Three Best Niches for a New Virtual Assistant

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I can remember the day like it was yesterday. I was in my office doing client work. The phone rang - it was one of my clients, calling to discuss a change she wanted to make to a document. And of course, it had to be done that day. And it was a Friday afternoon. I had been working all day without a break and I'll admit, I was not in the best of moods on that call. Not more than five minutes later, another client sent an email with something that of course, had to be done before the weekend started. 

I was ticked. But I had no one to blame but myself. 

My clients at the time covered the gamut: real estate, nonprofit, internet marketing and a few more. And the tasks were just as diverse: making phone calls, creating documents, social media - every day was different. And over time, I became miserable. Why?

I didn't have a niche. 

I took any and all work that came my way because you see, I thought that's what hustling was all about: snatching up business and not really caring that the work doesn't fit with your mission, your personality, your circumstances.

Folks, I was so wrong.

It was only when I made the decision to niche down my array of skills that I enjoyed my business again.

If you don't have time to read the full post and you want #justthefacts, the video below will give you the highlights. Or, feel free to keep reading :)

 

 

What is a niche?

Let me give you an example: you've got the big, wide medical field. Within the medical field are various niches: pediatric, neurology, psychiatry and so on. A niche is a specialization within a larger field. 

 

When it comes to the virtual assistant industry, there can be many niches. For example, a virtual assistant may provide Facebook management for real estate agents only. Not internet marketers, not bloggers, just real estate agents.

How do I decide on my niche?

I bet you've got some mad administrative skills and things you really love doing.  Think about the skills you currently have and think about some things that you might not know how to do but you'd be willing to learn. I love to write and when I write an email sequence or website copy for a client, it doesn't even feel like work. But if a client asks me to make sales calls, that would feel like work because I don't like doing it. I could do it, I just wouldn't like doing it.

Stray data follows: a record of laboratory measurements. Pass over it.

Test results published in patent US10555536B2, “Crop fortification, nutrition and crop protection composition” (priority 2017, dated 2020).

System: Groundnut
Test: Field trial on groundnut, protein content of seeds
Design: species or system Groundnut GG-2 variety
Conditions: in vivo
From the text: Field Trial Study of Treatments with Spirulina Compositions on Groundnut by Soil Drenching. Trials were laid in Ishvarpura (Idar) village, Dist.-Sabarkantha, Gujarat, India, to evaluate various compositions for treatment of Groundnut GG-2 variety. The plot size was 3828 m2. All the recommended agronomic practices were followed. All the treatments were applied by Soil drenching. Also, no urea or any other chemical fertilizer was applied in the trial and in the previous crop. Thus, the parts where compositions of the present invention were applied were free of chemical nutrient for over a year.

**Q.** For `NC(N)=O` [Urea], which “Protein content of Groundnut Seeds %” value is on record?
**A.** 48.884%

Here's how you go about defining your niche:

- Take a look at the skills you've got already. (And don't say you don't have any because I know you do!). For example, you're a master proofreader.  You can spot a grammatical error a mile away and know how to correct it. 

- Have you worked in specific industries, maybe medical or legal or nonprofits? Maybe you've worked as a legal secretary for litigation attorneys.

- Put your skills and industry together and BOOM! - you've got a niche, baby!

VOILA! Your new niche is:

Proofreader + legal = Proofreader for litigation attorneys

Is deciding on a niche helpful?

Marketing your business can be a pain in the behind on a good day and it becomes a whole lot harder when you don't know who your ideal client is.  Let's use our example above.

You've decided you want to offer proofreading to litigation attorneys - awesome! You'll want to hang out where litigation attorneys hang out. You won't find attorneys in Facebook groups for bloggers, right? You'll probably have good luck on LinkedIn so that's where you want to spend your precious marketing time.

Hey, I know the online world can seem a little crowded, especially for new virtual assistants. Don't let that scare you! Having a niche is what will set you apart from the crowd. Become that go-to guy or gal and offer proofreading services to litigation attorneys. Make follow-up sales calls for real estate agents. Design Squarespace websites for nonprofit organizations. When you niche down, the opportunities are endless and the field doesn't seem so crowded.

If you're still having trouble deciding on a niche, let's talk about a few in-demand things that a new virtual assistant can do. Ready?

Pinterest Management

Friend, Pinterest is the juice in the blogging world. Seriously!